MILLER: You've seen Rudy Giuliani over the years. You think I've got to tell him anything about protecting his family?

O'REILLY: No, but it's a mixed bag here. You can go after them. I do, not all the time but sometimes. But a lot of political consultants say, “Don't do that. Ignore it. Rise above it.” You know, don't engage at that level.

MILLER: I think he's going to engage at some point. Now listen, they're going to go after the woman. There's going to be gossip. That's just the lay of the land.

But it's not like the Clintons, where immediately she was going to take over health care. And the press, fairly, should have gone after them. You say they went after them. They should have, because that marriage couldn't be any more about convenience if they installed a Slim Jim rack and a Slurpee machine at the base of their bed.

O'REILLY: You don't know that, Miller? You don't know that. Didn't you see that picture of them in the Virgin Islands, and they were hugging on the beach?

MILLER: The operative word is "virgin."

But the thing that I'm saying is I think they'll go after Judy Giuliani, but I don't think they have the right to go after her full bore, because she's not running for anything. And I think Rudy will intimately remind them of that very same.

O'REILLY: All right. It will be interesting to see if that happens.

Now, my column this week is on the "Bourne Ultimatum," which is a huge hit. But it's so — you know, the anti-American theme is so pronounced. The evil CIA guys, you know? And Matt Damon and Julia Stiles, you know? They actually make Julia Stiles cut her own hair. And that was enough for me. I turned against the CIA immediately.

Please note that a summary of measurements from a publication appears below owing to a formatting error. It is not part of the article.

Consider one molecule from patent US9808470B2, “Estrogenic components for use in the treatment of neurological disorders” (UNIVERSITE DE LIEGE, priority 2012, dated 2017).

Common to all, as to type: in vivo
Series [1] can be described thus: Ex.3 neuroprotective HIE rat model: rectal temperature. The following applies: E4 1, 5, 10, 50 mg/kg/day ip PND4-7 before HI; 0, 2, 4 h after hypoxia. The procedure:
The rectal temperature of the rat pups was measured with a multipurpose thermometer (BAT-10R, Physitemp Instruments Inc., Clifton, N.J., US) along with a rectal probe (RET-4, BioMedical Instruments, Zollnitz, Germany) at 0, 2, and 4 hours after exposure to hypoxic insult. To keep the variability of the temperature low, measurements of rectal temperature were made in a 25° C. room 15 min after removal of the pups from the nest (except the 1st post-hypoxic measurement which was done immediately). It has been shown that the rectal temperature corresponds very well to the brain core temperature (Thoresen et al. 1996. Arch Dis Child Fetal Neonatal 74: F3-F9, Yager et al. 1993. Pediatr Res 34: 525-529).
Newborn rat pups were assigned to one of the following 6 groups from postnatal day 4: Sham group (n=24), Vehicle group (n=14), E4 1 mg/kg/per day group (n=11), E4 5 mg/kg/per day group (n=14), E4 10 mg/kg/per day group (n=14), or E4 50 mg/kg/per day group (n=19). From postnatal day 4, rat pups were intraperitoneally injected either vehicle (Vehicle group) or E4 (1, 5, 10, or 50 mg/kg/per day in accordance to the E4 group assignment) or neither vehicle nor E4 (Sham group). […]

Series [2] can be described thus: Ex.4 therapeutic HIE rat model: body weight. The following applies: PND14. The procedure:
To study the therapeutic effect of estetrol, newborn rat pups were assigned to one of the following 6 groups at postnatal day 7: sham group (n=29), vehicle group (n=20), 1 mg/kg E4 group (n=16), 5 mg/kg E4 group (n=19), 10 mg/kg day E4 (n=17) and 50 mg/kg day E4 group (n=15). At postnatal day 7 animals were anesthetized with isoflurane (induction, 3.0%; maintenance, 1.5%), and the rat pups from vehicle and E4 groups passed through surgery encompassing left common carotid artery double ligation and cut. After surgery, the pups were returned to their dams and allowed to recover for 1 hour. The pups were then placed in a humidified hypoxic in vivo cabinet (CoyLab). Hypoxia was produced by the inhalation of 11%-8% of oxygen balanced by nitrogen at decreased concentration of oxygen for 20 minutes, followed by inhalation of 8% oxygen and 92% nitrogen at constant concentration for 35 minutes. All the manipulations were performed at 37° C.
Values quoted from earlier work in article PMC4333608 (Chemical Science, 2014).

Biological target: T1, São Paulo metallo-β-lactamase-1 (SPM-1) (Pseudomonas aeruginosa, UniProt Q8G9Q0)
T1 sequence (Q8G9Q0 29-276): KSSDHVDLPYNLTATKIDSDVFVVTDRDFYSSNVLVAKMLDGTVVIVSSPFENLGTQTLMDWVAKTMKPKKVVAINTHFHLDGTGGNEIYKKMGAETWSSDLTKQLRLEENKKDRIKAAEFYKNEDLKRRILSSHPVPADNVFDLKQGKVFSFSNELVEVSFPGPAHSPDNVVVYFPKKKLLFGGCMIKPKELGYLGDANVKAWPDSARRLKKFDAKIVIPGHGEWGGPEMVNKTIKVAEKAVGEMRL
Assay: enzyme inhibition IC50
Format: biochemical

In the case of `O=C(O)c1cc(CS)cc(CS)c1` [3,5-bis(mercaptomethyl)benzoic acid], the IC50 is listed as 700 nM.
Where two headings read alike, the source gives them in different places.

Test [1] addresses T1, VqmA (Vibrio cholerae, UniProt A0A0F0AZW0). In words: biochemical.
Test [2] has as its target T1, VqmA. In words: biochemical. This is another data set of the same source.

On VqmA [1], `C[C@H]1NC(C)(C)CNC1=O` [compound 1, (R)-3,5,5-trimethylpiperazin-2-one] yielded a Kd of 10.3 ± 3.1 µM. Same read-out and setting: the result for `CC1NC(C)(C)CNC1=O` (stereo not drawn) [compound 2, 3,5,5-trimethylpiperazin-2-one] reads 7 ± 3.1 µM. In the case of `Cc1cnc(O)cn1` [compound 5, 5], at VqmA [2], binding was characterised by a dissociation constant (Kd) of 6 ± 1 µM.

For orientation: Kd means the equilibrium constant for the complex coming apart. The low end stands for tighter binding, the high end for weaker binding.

MILLER: It's brutal.

O'REILLY: Now, this movie is going to be seen in Pakistan and Indonesia and all of this. While we laugh at it and we know what it is: heroes and villains, cops and robbers. Over there, I think it has an effect. Am I wrong?


MATT DAMON, ACTOR: Perhaps we can arrange to meet. Where are you now?

UNIDENTIFIED MALE: I'm sitting in my office.

DAMON: If you were in your office right now, we'd be having this conversation face to face.


MILLER: Well, "The Bourne Identity," let me say this. If they were going to do a true depiction of our CIA, they would have to do it, not about them being evil and conniving. They would have to do it about them being inept. Frank Church would have to be Blofeld, because he's the one that began taking it apart.

O'REILLY: But they almost do that. They can't catch Matt Damon. They've 50 guys gone after Matt. He's punching them. He's getting them. He's kicking them. And Julia Stiles is outsmarting them. Julia Stiles is outsmarting them, Miller.

MILLER: I love it when Julia Stiles ripped into you last week, said something about you coming to the door with a gun or something.

O'REILLY: Yes, she was afraid to attend a MoveOn conference, Julia was, because she was afraid I was going to come to the door with a shotgun.

MILLER: You know, Bill, this is another example of my theory about Bill O'Reilly animus abstentious. I guarantee you she's never seen the show. They hate the concept of you. They've never even seen the show.

I'm waiting for "The Bourne Identity 4" by Mel Gibson, "Bourne Again," which is going to be a more evangelical approach to this CIA. That's what's coming next.

O'REILLY: If you want a few chuckles, "The Bourne Ultimatum" will provide them. And always good to see you, Miller.

MILLER: I like the films.

O'REILLY: Change your clothes after a week. All right? My God, you're a sophisticated man.

MILLER: I've spray-painted these on.